Mummy Dearest

Mummy Dearest

Jennifer Garner once seemed destined to become the next big Hollywood movie star.

Yet eight years after she ended her reign as television's sexiest spy on the hit series Alias, the actress' once-promising film career has gone decidedly low-key, with a resume consisting mainly of supporting roles - often as a football mum.

The performer is taking it all in her stride, though - and at 42, now says she rather likes being a movie mummy.

And it is just as well because she has found herself doing it again in her latest film, Alexander And The Terrible, Horrible, No Good, Very Bad Day, which opens in Singapore tomorrow.

"I have enjoyed this new world of playing mums," says an ebullient Garner at a Los Angeles press event for the Disney flick. Co-starring Steve Carrell and Ed Oxenbould, it is based on a popular 1972 children's book about an 11-year old boy who fatefully wishes his family would experience the dreadful day he just had.

With this film, Garner does seem to be making a habit of it, having also played mothers or would-be mothers in the dramas Men, Women & Children - which debuted in the United States recently - The Odd Life Of Timothy Green (2012) and Juno (2007).

She is one in real-life too, sharing a brood of three - Violet, eight, Seraphina, five, and Samuel, two - with her actordirector husband Ben Affleck, 42.

Even the kids at her children's school have cottoned on to Garner's speciality.

"This little kid whose mum is a teacher at my child's school said, 'Mrs Affleck is a lot like my mum - she gets to have a lot of other kids.'

"And I feel that way, you know - you form these relationships," she says of her movie offspring.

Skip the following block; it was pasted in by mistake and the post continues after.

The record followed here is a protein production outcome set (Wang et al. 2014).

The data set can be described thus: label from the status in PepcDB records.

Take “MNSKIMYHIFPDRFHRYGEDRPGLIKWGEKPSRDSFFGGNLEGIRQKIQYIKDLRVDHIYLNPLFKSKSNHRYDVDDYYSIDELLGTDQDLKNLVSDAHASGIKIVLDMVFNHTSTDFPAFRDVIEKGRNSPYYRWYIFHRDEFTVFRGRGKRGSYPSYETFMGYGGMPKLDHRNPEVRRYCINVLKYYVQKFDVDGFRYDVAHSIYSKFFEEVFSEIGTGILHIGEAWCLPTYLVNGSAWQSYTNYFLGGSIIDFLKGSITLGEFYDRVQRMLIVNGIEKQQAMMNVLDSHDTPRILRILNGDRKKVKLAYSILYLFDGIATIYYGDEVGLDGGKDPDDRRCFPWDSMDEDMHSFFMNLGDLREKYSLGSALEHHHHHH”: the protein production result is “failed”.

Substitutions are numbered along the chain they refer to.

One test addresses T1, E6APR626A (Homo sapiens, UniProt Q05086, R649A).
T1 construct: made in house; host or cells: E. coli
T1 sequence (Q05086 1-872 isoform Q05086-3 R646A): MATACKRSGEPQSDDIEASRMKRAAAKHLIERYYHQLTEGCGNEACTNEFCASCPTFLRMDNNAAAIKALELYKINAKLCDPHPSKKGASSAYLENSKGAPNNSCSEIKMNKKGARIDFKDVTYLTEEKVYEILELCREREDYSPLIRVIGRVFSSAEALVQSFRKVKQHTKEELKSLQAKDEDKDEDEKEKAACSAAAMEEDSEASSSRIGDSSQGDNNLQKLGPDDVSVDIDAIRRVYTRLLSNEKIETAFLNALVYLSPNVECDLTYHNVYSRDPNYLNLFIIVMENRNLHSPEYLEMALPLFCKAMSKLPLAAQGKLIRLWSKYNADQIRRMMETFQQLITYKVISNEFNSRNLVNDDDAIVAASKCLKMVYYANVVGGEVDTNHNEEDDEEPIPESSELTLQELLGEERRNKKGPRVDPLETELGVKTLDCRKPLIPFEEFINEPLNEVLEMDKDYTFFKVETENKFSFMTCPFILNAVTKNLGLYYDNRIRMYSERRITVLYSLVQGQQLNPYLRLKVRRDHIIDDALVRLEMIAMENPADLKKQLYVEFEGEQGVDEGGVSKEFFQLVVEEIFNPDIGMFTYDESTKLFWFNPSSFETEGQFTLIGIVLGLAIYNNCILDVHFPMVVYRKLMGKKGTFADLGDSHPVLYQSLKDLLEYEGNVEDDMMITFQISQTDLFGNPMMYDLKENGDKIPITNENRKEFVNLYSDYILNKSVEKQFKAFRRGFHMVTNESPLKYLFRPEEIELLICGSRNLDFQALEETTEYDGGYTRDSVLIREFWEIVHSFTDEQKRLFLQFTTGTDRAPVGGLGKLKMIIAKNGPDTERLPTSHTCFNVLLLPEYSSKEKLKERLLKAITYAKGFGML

But perhaps it is not such a radical shift - even when she was younger and vamping it up on screen, her sex appeal was always tempered with a sweet wholesomeness.

In her breakout role on Alias (2001 to 2006), she won legions of fans playing both sides of the coin, her sultry-yetvulnerable secret agent character, Sydney Bristow, earning her a Golden Globe in 2002.

When the series ended, many thought she would surely find the same sort of success on the big screen, but it never quite materialised.

Daredevil, the 2003 comic-book adaptation that introduced her to future husband Affleck, did well commercially, but the spin-off based on her character, Elektra (2005), was a resounding flop.

The first romantic comedy she headlined, 13 Going On 30 (2004), performed respectably, but she would not be able to sustain success in this genre, as evidenced by duds such as Catch And Release (2007) and Ghosts Of Girlfriends Past (2009).

Even when she has picked winners, she has not been able to snap out of the supporting-actress rut, often receding into the background next to her co-stars. A case in point: last year's acclaimed HIV drama Dallas Buyers' Club, in which she played the frumpy doctor who was there mainly to set the scene for Matthew McConaughey's Oscar-winning turn.

Still, Garner has carved out a sort of second career for herself in the public eye - playing the all-American wife and mother.

This has arguably been her most successful role to date, with rarely a week going by that US tabloid magazines do not feature at least one candid shot of Garner going about her day with her three adorable children, and occasionally Affleck, in tow.

The photographs are popular partly because of their reassuring ordinariness, with the actress - who is seen as being a devoted, hands-on mum, with a nine-year marriage that has so far defied Hollywood odds - often dressed down and make-up-free.

Speaking to Life! last year, actor and family-friend Matt Damon revealed that this image has become the goose that lays the golden egg for tabloids and paparazzi.

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